Book Review: "Rebecca" by Daphne du Maurier

No matter how much we love romance books, they are mainly dismissed by critics as a low literature. And you can see where it's coming from. Romance novels, although selling in excessive amounts, are unlikely inclusions to the list of books that are culturally, historically or aesthetically significant. But there are certain romance books that have successfully escaped being critics' scapegoats. So, today we are reviewing something different and that's Daphne du Maurier's "Rebecca".

Single european ladies also prefer to read romance novels.

With horror and thriller aficionados are well acquainted with Daphne du Maurier's short stories via their movie adaptations like Alfred Hitchcock's "The Birds" (1963) and Nicola Roeg's "Don't Look Now" (1973), she seems quite an unlikely author to attracts fans of romance books, but in her lifetime du Maurier had been often dismissed as a romance book writer by critics and readers alike thanks to her novels. But with the time she had gained critical praise, specifically for "Rebecca" (1939), a novel which has never gone out of print in the US and the UK. So, what's so special about it?

Well, the novel start like the vast majority of the romance books, while on the holiday in a luxurious hotel in Monte Carlo, a naïve young woman in her yearly twenties meets an aristocratic man, whom she instantly falls in love with. While most of the post-2011 romance book readers would expect that the aristocrat would turn out to be pretty much into S&M kinks, the plot twists was quite different back in the 1930s. Soon the wealthy aristocrat marries the protagonist, and she becomes his second wife. Yes, the wealthy aristocrat turns out to be a widower.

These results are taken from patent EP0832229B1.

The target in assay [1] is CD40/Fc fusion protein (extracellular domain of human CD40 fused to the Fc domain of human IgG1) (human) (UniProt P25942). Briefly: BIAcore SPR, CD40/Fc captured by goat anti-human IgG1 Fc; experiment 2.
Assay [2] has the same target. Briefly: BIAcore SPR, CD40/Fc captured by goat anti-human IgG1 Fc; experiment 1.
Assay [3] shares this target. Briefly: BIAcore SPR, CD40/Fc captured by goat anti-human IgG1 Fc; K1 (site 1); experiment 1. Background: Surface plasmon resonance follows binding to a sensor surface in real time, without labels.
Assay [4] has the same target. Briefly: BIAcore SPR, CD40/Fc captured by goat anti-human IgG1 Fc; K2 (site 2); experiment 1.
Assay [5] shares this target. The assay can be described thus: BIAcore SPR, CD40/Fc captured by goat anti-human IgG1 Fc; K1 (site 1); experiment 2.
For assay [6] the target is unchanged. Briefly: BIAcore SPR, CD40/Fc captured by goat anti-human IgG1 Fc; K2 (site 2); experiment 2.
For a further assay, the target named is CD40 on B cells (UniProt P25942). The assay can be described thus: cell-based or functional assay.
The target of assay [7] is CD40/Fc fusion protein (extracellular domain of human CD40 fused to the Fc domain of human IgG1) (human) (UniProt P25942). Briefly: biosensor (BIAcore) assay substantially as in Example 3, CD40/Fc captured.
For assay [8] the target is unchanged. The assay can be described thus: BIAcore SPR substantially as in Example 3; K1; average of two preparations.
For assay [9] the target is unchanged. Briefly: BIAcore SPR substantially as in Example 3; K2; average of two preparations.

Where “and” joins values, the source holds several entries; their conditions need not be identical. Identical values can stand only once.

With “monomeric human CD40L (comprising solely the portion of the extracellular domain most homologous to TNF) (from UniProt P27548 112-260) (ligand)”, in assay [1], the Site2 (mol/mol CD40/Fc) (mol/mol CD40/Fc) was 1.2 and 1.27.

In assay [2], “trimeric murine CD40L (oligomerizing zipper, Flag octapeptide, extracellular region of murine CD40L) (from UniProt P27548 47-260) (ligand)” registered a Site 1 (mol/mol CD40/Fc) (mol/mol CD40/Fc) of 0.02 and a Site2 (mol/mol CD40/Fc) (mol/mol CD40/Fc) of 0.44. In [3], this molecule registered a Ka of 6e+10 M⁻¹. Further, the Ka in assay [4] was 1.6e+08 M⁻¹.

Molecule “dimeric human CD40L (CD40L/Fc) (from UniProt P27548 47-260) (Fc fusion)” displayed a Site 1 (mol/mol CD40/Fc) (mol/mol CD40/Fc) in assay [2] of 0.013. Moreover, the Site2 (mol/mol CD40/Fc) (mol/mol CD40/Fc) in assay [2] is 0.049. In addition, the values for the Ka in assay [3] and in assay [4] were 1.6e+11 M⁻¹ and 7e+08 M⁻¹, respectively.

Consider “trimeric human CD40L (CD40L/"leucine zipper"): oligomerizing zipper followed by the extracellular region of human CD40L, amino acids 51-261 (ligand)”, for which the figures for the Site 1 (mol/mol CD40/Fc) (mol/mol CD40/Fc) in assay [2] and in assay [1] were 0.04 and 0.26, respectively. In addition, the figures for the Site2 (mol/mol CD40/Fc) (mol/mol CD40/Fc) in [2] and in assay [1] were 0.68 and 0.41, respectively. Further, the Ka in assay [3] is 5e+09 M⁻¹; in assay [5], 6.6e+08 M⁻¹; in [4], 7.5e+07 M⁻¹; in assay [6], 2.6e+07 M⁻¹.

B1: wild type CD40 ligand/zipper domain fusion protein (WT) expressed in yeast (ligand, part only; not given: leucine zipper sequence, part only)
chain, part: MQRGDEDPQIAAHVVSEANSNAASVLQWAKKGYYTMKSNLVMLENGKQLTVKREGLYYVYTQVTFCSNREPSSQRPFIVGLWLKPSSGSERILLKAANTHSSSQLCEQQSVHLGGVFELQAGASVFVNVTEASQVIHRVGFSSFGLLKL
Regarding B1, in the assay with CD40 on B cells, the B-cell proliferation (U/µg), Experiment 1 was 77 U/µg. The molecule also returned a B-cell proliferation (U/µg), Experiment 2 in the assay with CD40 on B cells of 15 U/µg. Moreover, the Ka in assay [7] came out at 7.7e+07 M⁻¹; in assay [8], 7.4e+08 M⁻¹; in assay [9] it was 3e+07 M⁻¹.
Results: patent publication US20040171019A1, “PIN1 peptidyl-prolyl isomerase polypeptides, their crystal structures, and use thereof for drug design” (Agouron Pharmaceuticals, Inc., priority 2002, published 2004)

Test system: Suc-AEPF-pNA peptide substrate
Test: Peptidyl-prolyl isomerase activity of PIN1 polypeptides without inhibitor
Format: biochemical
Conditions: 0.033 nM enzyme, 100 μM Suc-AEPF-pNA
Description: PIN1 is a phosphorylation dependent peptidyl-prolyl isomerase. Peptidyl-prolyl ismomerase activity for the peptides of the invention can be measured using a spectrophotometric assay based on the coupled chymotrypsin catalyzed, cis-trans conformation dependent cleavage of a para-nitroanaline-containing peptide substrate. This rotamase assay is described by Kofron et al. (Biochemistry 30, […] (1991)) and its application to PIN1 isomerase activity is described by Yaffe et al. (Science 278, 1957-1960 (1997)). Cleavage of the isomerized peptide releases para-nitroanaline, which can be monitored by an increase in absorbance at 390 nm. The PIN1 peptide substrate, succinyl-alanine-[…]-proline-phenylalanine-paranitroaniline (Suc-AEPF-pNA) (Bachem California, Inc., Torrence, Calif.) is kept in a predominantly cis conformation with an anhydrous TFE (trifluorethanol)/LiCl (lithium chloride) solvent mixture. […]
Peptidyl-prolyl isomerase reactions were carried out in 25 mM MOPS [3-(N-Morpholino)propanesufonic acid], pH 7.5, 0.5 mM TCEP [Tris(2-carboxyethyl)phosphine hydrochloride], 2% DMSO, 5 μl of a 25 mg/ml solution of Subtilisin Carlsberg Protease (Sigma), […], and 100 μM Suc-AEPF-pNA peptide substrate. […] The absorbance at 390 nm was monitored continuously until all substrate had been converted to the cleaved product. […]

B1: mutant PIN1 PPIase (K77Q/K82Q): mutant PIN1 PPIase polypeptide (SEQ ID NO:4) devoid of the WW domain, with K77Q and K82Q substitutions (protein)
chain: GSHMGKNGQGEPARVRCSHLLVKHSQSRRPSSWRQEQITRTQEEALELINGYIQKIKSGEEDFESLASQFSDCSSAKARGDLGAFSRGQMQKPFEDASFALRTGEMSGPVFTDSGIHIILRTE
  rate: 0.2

You know all those stories when you are dating a guy, who had an ex and you get the feeling that he haven't overcome his previous relationship and you feel haunted by them? Well, that's something that you may find in "Rebecca". Yes, the eponymous Rebecca is the wealthy aristocrat's late wife. And despite the fact that she's dead, the newly weds, can't get rid off of her presence. That's probably all you need to know about "Rebecca", as giving more would make the reading of the book far less interesting. For those who may be driven away from the book considering it to be a ghost story – no, it isn't a ghost story. But "Rebecca" is the first rate romantic psychological thriller.

It has all the ingredients of the romance book and all the ingredients of the thriller. So, for thriller aficionados it may be the first entry to the world of romantic books, while for fans of the latter it may become their first entry to thriller genre.

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